The last week gave us a rare opportunity to do things slightly differently compared to how we would normally be spending our weeks. With the conference season just starting up, we thought we would get a head start by attending a few events of our own this week.
This started with an event organised by the Transport Knowledge Hub on The Future of Mobility. It should really have read 'The Future of Mobility and what this means for public transport' as it seemed to be the central question that all of the panellists were seeking to answer. The panel was fantastic, with representatives from the likes of Arriva, Go-Ahead, England's Economic Heartland, TRL, CCAV, Stagecoach, and UCL among others. But we are not sure if the question was really answered.
What made us reflect on our position was conversations that we had during the break with Bus Users UK and the London Cycle Campaign. Both organisations campaigning to get the most basic things in place to enable access for all. Doing this by raising up the voices of the marginalised. Perhaps it was fate that this was raised further by the fact that RICS, where the event was held, is on Parliament Square. The scene of pro and anti-Brexit protests ahead of a key vote in Parliament.
People, feeling disenfranchised, wanting to raise their voices. Doing things to make that happen. Perhaps the question of the future of mobility won't be answered in workshops and conference halls?
The next couple of days we saw another side of how this question is being answered. We attended LCV Cenex, an event specialising in low carbon vehicles at the Millbrook Proving Ground in Bedfordshire. It was two days of vehicles of all shapes and types, charging infrastructure, and bumping into many old colleagues from Connected Places Catapult, Zenzic, and Streetdrone.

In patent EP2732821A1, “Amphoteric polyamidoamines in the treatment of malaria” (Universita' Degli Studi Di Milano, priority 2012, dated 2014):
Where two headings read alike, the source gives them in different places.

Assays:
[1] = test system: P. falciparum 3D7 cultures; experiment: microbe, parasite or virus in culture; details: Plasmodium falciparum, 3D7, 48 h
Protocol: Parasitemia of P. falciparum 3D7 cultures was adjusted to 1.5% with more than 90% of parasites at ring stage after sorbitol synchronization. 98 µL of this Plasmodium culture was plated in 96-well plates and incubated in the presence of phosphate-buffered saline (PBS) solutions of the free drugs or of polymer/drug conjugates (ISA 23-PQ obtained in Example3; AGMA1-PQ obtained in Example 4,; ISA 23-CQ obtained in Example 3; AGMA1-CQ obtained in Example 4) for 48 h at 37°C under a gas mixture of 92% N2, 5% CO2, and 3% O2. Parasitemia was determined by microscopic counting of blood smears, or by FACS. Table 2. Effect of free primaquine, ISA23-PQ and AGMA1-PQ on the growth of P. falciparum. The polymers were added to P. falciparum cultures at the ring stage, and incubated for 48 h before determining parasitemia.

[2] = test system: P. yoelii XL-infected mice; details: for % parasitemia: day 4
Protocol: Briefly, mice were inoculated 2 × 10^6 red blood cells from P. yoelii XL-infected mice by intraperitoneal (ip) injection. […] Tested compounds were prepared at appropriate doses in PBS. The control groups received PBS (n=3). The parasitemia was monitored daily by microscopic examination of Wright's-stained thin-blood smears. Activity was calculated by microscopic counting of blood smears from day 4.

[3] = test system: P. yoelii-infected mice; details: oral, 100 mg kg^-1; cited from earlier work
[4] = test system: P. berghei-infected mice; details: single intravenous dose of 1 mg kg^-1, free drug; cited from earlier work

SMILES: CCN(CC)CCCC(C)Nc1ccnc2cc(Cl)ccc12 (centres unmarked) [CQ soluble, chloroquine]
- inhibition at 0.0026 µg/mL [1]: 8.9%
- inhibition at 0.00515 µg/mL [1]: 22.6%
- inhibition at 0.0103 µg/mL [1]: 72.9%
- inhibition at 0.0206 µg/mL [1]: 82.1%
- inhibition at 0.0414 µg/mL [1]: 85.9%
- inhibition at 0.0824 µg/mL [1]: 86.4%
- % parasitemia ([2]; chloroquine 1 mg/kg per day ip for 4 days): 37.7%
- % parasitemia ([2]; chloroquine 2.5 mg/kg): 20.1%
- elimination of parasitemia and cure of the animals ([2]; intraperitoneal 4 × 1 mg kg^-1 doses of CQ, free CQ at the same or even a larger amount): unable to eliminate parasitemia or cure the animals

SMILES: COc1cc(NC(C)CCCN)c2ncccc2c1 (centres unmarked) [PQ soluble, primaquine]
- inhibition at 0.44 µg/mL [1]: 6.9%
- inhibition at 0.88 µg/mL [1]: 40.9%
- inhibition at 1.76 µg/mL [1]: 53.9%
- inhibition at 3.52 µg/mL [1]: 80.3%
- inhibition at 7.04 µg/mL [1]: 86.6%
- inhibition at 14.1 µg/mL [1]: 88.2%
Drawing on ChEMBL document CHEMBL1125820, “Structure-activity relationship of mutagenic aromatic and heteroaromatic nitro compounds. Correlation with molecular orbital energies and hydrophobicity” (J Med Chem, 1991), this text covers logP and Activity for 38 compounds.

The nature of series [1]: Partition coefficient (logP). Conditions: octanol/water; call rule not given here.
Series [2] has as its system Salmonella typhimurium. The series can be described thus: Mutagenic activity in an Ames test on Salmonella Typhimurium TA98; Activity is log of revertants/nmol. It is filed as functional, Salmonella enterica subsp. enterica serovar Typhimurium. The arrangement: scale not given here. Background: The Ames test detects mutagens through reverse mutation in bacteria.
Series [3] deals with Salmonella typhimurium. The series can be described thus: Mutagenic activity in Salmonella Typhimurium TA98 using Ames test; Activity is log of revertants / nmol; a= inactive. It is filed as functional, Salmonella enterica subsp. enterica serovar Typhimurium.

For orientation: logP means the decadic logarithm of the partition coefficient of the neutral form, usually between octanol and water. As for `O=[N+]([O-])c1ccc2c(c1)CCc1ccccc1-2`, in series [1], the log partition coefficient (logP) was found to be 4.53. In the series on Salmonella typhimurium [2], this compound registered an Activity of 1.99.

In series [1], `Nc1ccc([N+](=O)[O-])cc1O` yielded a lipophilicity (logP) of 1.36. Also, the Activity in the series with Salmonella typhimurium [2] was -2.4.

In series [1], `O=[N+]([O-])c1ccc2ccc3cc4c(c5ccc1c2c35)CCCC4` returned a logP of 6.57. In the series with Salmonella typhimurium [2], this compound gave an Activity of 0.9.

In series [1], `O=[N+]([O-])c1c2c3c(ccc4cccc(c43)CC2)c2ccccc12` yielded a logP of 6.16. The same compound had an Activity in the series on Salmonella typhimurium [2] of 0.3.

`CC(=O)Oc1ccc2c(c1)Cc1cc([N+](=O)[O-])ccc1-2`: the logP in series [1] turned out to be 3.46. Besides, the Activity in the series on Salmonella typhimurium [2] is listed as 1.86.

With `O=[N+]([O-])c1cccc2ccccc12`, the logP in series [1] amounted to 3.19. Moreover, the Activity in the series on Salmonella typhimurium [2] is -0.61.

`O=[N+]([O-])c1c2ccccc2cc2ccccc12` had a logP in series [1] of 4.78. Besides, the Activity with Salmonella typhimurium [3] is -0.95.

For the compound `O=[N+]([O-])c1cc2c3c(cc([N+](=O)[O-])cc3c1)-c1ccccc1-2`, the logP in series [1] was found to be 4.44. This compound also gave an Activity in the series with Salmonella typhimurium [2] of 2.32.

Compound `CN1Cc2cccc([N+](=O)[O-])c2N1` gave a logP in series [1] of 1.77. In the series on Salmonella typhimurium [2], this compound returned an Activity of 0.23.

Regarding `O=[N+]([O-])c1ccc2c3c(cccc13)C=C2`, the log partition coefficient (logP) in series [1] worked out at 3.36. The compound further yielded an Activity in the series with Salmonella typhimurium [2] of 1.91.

What really shone through was the overwhelming belief in the power of technology to transition of a lower carbon future. Which it will play a role, of which there is no doubt. But nobody was mentioning truly radical ideas like travelling less, or changes in land use.
We guess we are being a bit too harsh. This was an industry event, and so naturally it would favour technologists and people who are interested in what things will make a difference. And to be fair, some of things were seriously cool to look at and try out. But a bit more chat on people wouldn't have gone amiss.
We then rounded off the week with a brilliant chat on Transport Planning Camp with the organisers. The event has been all but green lit! 7th November in Manchester. Mark it on your calendars! You can even sign up for reminders on the Eventbrite page.
We have to admit that we approached this meeting with some slight trepidation. It is to be expected with just 8 weeks before a major event, and with so much to do. Will the key decisions be taken? How will the debate go? What unexpected thing will come up?
It was worrying for nothing. Our brilliant organisers debated and decided thoroughly and quickly. All volunteered for additional tasks to make the event brilliant. It goes to show that your worst fears rarely come to pass we guess.